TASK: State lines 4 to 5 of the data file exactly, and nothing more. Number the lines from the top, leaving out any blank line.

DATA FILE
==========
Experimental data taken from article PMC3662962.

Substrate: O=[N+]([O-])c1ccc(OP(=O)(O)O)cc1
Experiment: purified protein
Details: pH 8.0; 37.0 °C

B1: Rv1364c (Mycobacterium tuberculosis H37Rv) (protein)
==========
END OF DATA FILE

Details: pH 8.0; 37.0 °C

B1: Rv1364c (Mycobacterium tuberculosis H37Rv) (protein)